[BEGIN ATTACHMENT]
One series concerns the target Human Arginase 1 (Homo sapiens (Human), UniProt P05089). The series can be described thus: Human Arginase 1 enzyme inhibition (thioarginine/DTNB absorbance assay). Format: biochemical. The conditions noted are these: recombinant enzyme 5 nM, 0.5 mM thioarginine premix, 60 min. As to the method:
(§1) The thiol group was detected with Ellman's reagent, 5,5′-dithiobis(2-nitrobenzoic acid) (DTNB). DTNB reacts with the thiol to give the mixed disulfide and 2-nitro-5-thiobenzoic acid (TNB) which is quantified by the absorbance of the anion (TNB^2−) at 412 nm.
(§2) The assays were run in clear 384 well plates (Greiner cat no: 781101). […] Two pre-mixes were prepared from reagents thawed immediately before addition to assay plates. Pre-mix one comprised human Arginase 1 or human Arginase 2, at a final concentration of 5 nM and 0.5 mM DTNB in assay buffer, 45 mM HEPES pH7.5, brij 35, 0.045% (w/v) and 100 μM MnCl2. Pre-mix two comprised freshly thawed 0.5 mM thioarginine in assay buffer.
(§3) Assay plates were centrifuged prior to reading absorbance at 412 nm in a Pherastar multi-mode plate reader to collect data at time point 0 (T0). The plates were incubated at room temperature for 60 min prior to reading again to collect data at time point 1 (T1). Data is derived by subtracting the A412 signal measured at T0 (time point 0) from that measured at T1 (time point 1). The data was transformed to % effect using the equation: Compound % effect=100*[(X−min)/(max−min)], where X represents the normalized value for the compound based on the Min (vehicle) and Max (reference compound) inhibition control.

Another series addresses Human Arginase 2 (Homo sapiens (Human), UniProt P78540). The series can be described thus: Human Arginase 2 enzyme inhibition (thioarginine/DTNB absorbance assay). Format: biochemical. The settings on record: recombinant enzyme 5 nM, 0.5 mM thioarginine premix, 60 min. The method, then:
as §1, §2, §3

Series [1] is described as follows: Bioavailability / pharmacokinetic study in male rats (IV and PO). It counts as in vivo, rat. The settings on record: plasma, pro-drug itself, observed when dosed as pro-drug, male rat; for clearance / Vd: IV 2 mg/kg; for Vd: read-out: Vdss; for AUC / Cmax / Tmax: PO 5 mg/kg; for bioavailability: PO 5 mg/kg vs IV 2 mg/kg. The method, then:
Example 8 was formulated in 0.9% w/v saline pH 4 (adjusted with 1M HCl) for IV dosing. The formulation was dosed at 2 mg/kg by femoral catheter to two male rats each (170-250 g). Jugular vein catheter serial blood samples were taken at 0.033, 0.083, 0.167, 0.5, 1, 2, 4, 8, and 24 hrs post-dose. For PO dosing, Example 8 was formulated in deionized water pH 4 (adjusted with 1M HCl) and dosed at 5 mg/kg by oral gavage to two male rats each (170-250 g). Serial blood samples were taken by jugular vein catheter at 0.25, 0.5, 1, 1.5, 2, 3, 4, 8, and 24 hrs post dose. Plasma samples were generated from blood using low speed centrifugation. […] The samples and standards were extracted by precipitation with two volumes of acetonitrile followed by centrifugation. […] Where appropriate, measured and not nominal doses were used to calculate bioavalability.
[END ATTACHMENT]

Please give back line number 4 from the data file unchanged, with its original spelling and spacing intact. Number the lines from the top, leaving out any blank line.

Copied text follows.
(§3) Assay plates were centrifuged prior to reading absorbance at 412 nm in a Pherastar multi-mode plate reader to collect data at time point 0 (T0). The plates were incubated at room temperature for 60 min prior to reading again to collect data at time point 1 (T1). Data is derived by subtracting the A412 signal measured at T0 (time point 0) from that measured at T1 (time point 1). The data was transformed to % effect using the equation: Compound % effect=100*[(X−min)/(max−min)], where X represents the normalized value for the compound based on the Min (vehicle) and Max (reference compound) inhibition control.